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Theresa May’s failure to mention Chequers ‘gives Barnier hope’

EU negotiator reportedly believes speech could signal room for Brexit compromise
Michel Barnier, the EU’s chief negotiator, has taken Theresa May’s failure to namecheck Chequers in her Tory conference speech as a sign that she may be ready to dump the plan and get realistic, according to sources in Brussels.
In her speech in Birmingham, May spelled out her vision of a free trade deal but she notably did not talk of it as her “Chequers proposals”, as she has done in the past. Some Tory MPs who are campaigning for May to drop the proposal of a common rulebook on goods, in particular, have taken that as a positive sign.
David Davis’s former chief of staff in the Department for Exiting the EU, Stewart Jackson, predicted in the wake of the speech that a change of strategy would follow a cabinet meeting next Tuesday.
It is understood that Barnier took some comfort from the absence of the word “Chequers” in May’s speech, although he noted that the prime minister had once again committed the government to “frictionless trade in goods”, an outcome that the EU has said cannot come to pass given the UK’s decision to leave the single market and the customs union.
A European commission spokesman declined to comment.
One source said: “Barnier noted that Mrs May did not name Chequers in the speech, and that this might be a sign that she is getting realistic. But then she talked about frictionless trade, when previously she has spoken of making trade [as] frictionless as possible. So he could only speculate what will happen next. It seems we will know more by the middle of next week.”
A second source said: “[Barnier] believes that unless there is a decisive breakthrough in the talks on the Irish issue within the next two weeks then people need to acknowledge that a no-deal is likely. He has asked for people to calm their language as we get into this crucial phase”.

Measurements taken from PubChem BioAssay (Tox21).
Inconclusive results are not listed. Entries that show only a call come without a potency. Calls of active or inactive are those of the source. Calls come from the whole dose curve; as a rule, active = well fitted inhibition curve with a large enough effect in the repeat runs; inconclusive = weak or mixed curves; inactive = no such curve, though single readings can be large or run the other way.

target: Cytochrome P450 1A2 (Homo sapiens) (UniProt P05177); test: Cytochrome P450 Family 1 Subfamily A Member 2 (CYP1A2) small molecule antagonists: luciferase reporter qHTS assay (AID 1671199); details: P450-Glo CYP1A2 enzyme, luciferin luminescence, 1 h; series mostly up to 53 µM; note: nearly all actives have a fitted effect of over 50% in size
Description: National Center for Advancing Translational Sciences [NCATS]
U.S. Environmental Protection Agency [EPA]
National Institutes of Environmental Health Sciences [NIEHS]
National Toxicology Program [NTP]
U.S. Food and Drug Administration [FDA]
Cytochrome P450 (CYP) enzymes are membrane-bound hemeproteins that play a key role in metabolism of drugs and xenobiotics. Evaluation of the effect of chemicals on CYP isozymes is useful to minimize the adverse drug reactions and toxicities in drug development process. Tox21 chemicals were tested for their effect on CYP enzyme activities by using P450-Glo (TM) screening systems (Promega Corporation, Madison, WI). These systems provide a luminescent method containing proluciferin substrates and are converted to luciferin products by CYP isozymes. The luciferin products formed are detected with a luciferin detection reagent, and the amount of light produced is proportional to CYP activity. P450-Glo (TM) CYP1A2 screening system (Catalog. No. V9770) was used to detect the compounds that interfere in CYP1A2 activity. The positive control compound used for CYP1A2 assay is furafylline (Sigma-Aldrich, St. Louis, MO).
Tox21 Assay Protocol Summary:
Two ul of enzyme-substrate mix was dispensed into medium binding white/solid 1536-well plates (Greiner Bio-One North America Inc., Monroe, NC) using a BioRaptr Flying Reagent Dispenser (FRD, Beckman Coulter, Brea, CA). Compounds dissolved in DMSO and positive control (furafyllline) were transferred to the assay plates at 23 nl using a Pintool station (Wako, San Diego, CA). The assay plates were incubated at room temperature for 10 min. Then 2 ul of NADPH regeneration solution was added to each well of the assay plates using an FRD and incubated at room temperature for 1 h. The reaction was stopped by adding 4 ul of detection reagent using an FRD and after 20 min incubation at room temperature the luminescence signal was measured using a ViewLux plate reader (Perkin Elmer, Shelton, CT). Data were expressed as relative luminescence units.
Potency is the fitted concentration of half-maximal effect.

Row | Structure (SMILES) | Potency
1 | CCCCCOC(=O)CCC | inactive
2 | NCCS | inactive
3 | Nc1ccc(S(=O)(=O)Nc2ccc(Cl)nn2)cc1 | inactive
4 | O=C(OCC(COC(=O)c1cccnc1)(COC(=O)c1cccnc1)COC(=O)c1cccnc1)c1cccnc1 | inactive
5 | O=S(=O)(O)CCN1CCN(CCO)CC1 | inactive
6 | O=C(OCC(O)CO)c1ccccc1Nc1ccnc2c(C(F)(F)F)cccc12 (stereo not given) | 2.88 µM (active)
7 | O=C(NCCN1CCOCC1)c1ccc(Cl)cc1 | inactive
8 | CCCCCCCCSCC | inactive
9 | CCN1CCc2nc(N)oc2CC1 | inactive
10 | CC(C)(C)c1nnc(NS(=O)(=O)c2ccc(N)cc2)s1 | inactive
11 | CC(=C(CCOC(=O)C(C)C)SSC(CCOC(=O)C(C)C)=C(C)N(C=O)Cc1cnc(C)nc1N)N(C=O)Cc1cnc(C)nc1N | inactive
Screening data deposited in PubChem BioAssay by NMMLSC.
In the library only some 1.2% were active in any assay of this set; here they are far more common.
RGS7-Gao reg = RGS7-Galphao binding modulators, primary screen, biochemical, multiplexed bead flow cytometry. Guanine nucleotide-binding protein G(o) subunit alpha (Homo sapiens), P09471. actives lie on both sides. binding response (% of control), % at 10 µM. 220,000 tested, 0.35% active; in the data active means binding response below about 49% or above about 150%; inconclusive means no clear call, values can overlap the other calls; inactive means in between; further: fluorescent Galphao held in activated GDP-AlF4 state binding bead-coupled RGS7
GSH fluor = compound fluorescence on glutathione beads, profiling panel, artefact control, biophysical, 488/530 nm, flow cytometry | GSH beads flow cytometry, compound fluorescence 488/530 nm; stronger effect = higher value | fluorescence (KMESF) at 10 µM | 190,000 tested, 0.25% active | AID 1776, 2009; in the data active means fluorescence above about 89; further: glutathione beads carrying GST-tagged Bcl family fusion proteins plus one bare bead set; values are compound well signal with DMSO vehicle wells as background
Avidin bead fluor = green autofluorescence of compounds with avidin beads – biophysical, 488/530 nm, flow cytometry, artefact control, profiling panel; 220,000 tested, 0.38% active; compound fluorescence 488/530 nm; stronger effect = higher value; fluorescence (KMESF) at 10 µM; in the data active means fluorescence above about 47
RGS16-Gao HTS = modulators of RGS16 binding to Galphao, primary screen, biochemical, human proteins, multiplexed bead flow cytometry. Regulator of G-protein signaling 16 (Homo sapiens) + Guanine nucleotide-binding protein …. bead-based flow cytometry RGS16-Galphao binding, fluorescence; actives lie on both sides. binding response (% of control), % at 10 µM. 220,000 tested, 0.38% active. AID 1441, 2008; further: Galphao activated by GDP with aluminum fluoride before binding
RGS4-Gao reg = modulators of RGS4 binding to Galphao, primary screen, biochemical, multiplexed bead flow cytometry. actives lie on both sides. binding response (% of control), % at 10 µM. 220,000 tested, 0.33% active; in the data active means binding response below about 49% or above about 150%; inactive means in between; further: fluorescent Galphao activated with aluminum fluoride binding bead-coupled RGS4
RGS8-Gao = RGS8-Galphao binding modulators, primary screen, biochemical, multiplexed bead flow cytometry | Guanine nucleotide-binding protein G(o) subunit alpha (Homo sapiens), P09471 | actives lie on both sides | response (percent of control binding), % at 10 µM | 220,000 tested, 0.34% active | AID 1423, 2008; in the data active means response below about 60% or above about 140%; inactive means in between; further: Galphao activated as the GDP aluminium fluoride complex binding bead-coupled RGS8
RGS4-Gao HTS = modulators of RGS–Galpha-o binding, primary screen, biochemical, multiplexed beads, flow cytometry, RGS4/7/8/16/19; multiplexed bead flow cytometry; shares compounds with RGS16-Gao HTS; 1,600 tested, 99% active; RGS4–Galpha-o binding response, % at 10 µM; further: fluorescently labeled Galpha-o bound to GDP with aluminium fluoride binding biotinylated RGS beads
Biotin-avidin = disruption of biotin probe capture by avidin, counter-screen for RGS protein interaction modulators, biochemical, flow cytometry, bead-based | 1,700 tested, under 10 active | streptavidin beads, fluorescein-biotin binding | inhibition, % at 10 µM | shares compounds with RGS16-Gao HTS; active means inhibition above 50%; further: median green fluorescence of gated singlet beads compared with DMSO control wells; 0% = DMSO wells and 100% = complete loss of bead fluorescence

The EU plans to publish a four- or five-page political declaration on the future trade relationship next Wednesday, which will sketch out a trade deal that covers an unprecedented number of sectors. But it will not offer May any succour on the central planks of her recently published white paper, agreed by the cabinet at the prime minister’s country retreat.
The EU has rejected the suggestion that the free flow of goods can be salvaged by the UK following regulations on goods and signing up to a customs arrangement that avoids checks but allows the British government its own independent trade policy.
In the wake of the Tory conference, Barnier is also said to have privately expressed his gravest concern about the strident position of the DUP. The insistence by the DUP leader, Arlene Foster, that she will not tolerate any new checks on goods flowing between Northern Ireland and the rest of the UK was perhaps the most significant development of the conference.
The EU is insisting that in the legally enforceable backstop position to ensure that there is no hard border on the island of Ireland, Northern Ireland needs to stay in the customs territory of the bloc.
A revised EU paper on the proposal, due to be published imminently, will seek to reassure the UK that the scale and type of checks in the Irish Sea would be limited.
However, May repeated in her speech that this would represent a bad deal that “carves off Northern Ireland”. She said: “We will never break up our country. I have treated the EU with nothing but respect. The UK expects the same.”
The UK is set to publish its own paper on the backstop within days. It will suggest a temporary customs arrangement that will keep the whole of the UK in a quasi-customs union, although the British government would retain the right to sign trade deals with other countries where such a policy did not clash with the new arrangement. Northern Ireland could also stay in regulatory alignment with the EU should Stormont and the Northern Ireland executive agree.
The Irish government has always supported the idea of a customs arrangement, although it is opposed to Stormont having a veto on regulatory alignment.
Of more concern to the UK, is the opposition of the European commission, France and Germany to the customs plan, which they say is a threat to the integrity of the customs union.
An Irish official told the Financial Times: “It looks like it would resolve that issue [of the border]. Whether Europe accept it or not is another conversation.”
Philippe Lamberts, the leader of the Greens in the European parliament, said the UK needed to “square the circle”, saying: “I’m increasingly worried. We have heard from May, Raab, Johnson. But nothing has changed.”